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"I Need Me to Treat Me"

I've heard this comment from pretty much every therapist I know at some point, and I've uttered it myself from time to time - mostly from a place of frustration that very key physical post-collision issues were repeatedly being missed or that treatment was either too heavy handed or ineffectual.


The benefits of "I need me to treat me" is obvious at first glance, but it also raises a dilemma as a therapist, and perhaps for not so obvious reasons.


"Treat others as you wish to be treated" is The Golden Rule based on treating people with the same dignity and respect that you wish or expect for yourself. The basis of this primary principle is found in all cultures and religions, but this quote is from Matthew 7:12 :

"In everything, do unto others what you would have them do unto you”

It makes perfect sense! On the one hand, you know your self and your body intimately, and since you are the one who should always be "in charge" of your treatment and process no matter what, why wouldn't your hands and skills treat you the best, right? People often evolve as therapists, and as humans, when they themselves have experienced and dealt with a particular issue or challenge.


On the other hand, we all have blind spots about ourselves that arise both from necessity as well as from many sources and forms of protection. We seek out the skill of other therapists to help us move past the physical, mental, emotional and spiritual blindspots (a much better word than "blocks" if you ask me!) and challenges that we face through out life.


Which is why it is so interesting that many therapists often believe that they'd be their own best therapists - because they'd be treated the way they want to be treated as opposed to how someone else sees them needing to be treated! Oh, the conundrum of it all!

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Perhaps the most dangerous part, and also most overlooked message that comes with this belief/statement is far more tacit, while also having great potential to overflow into our practices:

Where does a therapist draw that line between appreciation of how their well honed skills might help themselves and the application of that same manner of treatment that they want to receive from others?

This is where the trouble often comes in. As therapists and providers we are meant to be neutral and meet the client where they are at and treat what we find, not treat them as we would literally treat ourselves. The latter is the antithesis of what a "good provider" is trained to do and is "supposed" to do.


In this case, The Golden Rule simply does not translate as we must treat people how they present within the guidelines of our skills, experience, professional codes of conduct, and respect, not how we want or prefer to be treated (in a therapeutic context of course).


For example, if you love a deep, firm massage, great! But when you have a client that needs or even just wants a softer touch, what you personally like, and want, prefer to do as a therapist, or even believe them to need, is irrelevant - unless what they want is harmful. That is self evident. Otherwise, this is their time and their money. Period.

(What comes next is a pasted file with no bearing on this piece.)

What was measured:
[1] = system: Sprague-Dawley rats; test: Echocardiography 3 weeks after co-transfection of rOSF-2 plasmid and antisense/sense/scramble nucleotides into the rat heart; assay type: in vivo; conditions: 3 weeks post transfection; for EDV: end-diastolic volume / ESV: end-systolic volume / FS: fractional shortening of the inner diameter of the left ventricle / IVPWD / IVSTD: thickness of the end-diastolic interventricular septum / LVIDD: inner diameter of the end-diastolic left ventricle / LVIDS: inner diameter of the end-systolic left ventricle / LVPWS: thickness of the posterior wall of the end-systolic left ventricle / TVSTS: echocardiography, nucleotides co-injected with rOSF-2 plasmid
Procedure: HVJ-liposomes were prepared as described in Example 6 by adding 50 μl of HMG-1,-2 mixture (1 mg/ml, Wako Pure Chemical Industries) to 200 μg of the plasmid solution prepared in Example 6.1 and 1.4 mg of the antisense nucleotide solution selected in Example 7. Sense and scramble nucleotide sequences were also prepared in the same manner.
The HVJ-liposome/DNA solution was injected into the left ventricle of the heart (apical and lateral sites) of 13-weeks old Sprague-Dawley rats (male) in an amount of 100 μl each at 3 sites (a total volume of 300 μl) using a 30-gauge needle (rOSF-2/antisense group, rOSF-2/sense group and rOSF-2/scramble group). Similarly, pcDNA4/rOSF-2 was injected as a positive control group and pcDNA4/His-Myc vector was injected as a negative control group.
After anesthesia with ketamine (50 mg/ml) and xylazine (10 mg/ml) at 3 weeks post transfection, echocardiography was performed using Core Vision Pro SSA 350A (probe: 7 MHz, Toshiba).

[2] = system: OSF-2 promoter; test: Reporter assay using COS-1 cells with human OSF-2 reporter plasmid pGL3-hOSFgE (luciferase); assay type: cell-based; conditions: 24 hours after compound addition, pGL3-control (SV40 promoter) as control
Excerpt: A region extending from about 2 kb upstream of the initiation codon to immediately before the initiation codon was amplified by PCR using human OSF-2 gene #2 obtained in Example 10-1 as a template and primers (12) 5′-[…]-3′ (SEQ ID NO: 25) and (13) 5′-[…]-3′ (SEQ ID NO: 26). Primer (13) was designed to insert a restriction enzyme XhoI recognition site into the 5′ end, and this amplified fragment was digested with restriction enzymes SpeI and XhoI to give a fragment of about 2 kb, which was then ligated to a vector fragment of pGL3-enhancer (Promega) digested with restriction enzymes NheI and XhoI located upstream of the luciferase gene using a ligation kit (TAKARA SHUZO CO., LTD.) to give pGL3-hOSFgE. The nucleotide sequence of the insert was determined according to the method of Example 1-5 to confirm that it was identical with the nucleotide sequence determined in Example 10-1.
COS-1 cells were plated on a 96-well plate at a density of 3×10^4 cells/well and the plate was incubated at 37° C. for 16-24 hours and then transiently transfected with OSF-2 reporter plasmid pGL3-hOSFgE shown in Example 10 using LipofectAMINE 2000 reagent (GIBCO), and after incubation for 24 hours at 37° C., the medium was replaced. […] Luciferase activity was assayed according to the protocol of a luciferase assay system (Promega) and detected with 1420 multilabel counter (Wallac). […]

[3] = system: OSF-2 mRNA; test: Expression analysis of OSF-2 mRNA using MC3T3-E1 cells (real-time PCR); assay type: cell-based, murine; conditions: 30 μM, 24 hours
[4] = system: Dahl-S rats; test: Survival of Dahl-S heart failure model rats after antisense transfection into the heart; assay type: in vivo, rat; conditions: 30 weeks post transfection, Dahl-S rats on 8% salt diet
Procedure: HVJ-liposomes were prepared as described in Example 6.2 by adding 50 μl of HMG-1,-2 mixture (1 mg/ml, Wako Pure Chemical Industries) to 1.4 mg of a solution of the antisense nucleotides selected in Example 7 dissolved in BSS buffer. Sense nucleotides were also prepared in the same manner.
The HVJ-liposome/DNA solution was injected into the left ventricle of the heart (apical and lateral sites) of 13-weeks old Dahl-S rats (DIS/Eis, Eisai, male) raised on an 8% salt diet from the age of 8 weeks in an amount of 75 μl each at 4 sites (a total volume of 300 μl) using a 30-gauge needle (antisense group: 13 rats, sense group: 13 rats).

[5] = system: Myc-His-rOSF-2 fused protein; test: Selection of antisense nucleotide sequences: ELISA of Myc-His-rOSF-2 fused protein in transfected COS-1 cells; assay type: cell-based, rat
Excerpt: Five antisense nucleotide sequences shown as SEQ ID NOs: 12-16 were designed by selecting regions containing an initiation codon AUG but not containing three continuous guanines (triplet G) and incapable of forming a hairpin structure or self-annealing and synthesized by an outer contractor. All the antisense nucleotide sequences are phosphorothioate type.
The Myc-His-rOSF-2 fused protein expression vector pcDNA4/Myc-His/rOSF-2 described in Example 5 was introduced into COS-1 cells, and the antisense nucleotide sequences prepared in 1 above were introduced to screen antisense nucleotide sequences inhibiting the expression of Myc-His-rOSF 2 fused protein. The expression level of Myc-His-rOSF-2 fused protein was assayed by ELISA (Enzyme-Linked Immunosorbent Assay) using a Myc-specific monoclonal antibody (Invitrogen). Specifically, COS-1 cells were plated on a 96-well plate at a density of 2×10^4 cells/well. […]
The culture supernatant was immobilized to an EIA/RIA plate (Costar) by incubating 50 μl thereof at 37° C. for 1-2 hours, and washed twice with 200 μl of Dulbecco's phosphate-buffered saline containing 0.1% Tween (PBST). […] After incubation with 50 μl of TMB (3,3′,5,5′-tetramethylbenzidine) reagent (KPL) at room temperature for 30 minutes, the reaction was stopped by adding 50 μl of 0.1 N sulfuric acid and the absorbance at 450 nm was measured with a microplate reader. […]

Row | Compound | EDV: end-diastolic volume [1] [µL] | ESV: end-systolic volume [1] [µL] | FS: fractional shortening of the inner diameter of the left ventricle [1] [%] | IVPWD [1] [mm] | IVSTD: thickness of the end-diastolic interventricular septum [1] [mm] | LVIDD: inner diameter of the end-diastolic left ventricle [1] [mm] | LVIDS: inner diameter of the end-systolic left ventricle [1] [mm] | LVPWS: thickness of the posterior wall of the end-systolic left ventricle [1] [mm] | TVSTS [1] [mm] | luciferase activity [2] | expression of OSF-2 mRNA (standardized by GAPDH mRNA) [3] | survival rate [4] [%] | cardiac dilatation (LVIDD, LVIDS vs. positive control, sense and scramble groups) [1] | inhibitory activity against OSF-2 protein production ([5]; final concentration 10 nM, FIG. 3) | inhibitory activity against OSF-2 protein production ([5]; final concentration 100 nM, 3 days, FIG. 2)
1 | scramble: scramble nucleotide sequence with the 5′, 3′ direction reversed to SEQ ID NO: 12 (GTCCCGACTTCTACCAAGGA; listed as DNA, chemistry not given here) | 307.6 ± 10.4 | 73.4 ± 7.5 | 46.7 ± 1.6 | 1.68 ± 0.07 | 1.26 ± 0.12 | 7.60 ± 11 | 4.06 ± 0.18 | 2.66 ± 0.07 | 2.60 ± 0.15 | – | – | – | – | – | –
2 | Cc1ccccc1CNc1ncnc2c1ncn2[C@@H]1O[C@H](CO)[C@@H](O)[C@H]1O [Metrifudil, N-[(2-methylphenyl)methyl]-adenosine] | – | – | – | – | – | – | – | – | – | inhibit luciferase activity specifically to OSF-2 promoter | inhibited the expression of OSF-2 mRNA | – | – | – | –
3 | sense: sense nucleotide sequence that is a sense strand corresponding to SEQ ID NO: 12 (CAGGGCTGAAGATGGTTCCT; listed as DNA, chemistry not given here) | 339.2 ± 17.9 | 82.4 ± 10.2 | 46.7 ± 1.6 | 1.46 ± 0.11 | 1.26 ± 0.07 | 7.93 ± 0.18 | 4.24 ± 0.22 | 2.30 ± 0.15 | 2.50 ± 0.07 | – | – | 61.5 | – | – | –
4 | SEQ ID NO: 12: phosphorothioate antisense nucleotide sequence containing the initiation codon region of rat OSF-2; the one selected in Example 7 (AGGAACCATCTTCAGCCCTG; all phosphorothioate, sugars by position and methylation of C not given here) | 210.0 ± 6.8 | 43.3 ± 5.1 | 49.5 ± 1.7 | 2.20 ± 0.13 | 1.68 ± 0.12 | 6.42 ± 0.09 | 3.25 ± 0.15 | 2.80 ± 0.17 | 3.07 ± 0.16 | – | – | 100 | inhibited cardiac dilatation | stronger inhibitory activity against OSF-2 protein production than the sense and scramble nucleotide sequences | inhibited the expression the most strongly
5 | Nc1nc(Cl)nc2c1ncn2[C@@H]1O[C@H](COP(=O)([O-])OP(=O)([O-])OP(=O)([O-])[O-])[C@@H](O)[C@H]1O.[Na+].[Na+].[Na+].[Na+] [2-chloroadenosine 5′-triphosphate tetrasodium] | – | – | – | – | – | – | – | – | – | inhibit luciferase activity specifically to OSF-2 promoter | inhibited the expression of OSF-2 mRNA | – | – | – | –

Again, it is not respectful and introduces the very opposite into the therapeutic relationship because it lacks the respect, recognition, acceptance and self-awareness each client deserves. NO therapist should EVER tell a client via actions or words that they "know better". In psychology, this could be seen as Projection, which is ultimately a form of control, and which Freud famously determined as,


"A defense mechanism in which the human ego defends itself against unconscious impulses or qualities"

Carl Jung, a student of Freud, also saw this as a reflection of something we are denying in our non-conscious mind, or Shadow. I discuss more on this topic in this previous post: https://www.satori-cst.com/single-post/2017/08/16/what-we-resist-persists


Another way to see this is as a desire and attempt to heal something in ourselves while also connecting with and attempting to help others heal. In addition to familial, cultural, and personal history, therapists are generally seen as "experts", and there may be great internal and external pressure to always be "positive" and "right" (one of our greatest fears as a therapist is to make a mistake), which Jung saw as the basis of Projection.

This may all arise from a genuine desire to help others, but is also rooted in our need to either avoid and/or discover and heal ourselves - which is why ALL therapists and providers NEED to have their own therapeutic support to evolve and grow, no matter how skilled, experienced, knowledgable, or talented they are.


How we touch others is a form of Sacred Contract, not just a professional or fiscal transaction. As therapists, we are given the gift of trust from our clients, who often comes to us at their most vulnerable, that we will support them and care for them within not only the scope of our professional skills, but also our Humanity.


In this regard, we must treat others as we wish to be treated ourselves: With respect, acceptance, and recognition, not projected needs or unconscious actions based on controlling certain dynamics that keep us from looking at something we'd rather avoid seeing.

Mutual respect, consideration and compassion are truly the best gifts we can give ourselves, our clients, and our world. So let's be and give the best we can be to our clients, friends, and our selves.


So, yes, be the type of therapist and human that you wish others would be to you, for all the above reasons and one more: It's the gift that keeps on giving.


Yours in health,

T





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